DISCLAIMER: These characters "belong" to Warner Bros., Amblin Entertainment, NBC, and other people not myself. I don't make any money from writing about them.
SPOILERS: Begins in mid-eighth season, shortly after "Bygones"
Thanks to A.P. for inspiration and, of course, to all those who read.
ARCHIVING: Only with the permission of the author.
All You Can See
You look into your own eyes in a mirror
and that's all you can see.
Until you notice the window
behind you, sunlight on the leaves
of the oak, and then the sky,
and then the clouds passing through it.
from "Permanence" by Lawrence Raab
"The Lord is my shepherd; I shall not want. He maketh me to lie down in green pastures and leadeth me beside the still waters."
Kerry's mumbled words blend into the collective murmur as, eyes closed, she tries to picture the scene from above: a dark mosaic of hats and hands surrounding the shiny black rectangle of the coffin lid with its fragrant, somber decoration of dark red roses, the mourners all in their best clothes, heads bowed and protected from the hot Florida sun. She doesn't believe in heaven. Not really. But it's how Gabe would see things if...
"...and lo though I walk through the valley of the shadow of death..."
She's not sure he would have approved of the religious tone of things, or of her imagining him a distant, hovering angel, but she feels comforted by the words and the image in spite of herself, and she has no doubt he would have wanted that: for all of them, somehow, to feel comforted.
"Surely goodness and mercy shall follow me all the days of my life..."
He'd been healthy only a few short years ago, her mentor and friend, but his decline was fast, as he'd both dreaded and expected. Still, his death at this relatively young age seemed strange. But no one was going to ask questions. Not even doctors. Especially not doctors--at least not the ones here today. She realized earlier as she joined the small group of mourners that doctors make up the bulk of their number, most of them older and distinguished, close to retirement--people she knows by name and reputation only. His dedication to his work, and his true brilliance, had endeared Gabe more to his patients and colleagues than to his family, which she knew in the end he'd deeply regretted. But his son was here, standing not too far from her, black suited, head bowed like the rest of them. His son was here, at least, with his father's familiar profile, the same long, aristocratic nose. And she'd seen him weep. His grief was real.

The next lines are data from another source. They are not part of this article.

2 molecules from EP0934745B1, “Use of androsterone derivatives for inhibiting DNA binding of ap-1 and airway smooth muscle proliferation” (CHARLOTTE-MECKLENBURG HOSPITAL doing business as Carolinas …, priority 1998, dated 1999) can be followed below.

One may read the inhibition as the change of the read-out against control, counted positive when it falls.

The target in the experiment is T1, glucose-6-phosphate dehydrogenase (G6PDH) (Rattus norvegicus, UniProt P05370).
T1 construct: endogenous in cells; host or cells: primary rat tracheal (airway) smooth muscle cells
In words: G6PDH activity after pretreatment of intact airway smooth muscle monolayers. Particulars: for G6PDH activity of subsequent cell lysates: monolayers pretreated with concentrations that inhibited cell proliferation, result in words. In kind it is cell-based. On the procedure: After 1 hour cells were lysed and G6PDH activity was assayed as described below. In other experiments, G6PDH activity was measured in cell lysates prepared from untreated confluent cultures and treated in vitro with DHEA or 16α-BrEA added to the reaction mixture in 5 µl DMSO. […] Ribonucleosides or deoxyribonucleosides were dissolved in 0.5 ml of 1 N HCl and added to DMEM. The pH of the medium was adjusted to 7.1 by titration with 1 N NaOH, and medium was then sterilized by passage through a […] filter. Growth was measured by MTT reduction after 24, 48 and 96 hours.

"Our Father, who art in heaven..."
She herself has not cried and does not plan to. She knows it's supposed to make her feel better, she's been told that, but it never does. Since Gabe moved to Florida, along with his son, two years ago, she'd only been to visit him twice. She knows it's something he would have understood, her all absorbing involvement with work--her feeling of obligation to both the hospital and her patients, but it doesn't relieve her sense of guilt. Not really.
Usually so stoic in the face of death, she's surprised to feel a catch in her throat now as the service draws to a close and the pastor recites the familiar words: "Earth to earth. Ashes to ashes. Dust to dust."
As the funereal silence of the small group gives way to footsteps and the rustle of clothing, she adds her own whispered epitaph: "And they said one to another, behold, this dreamer cometh."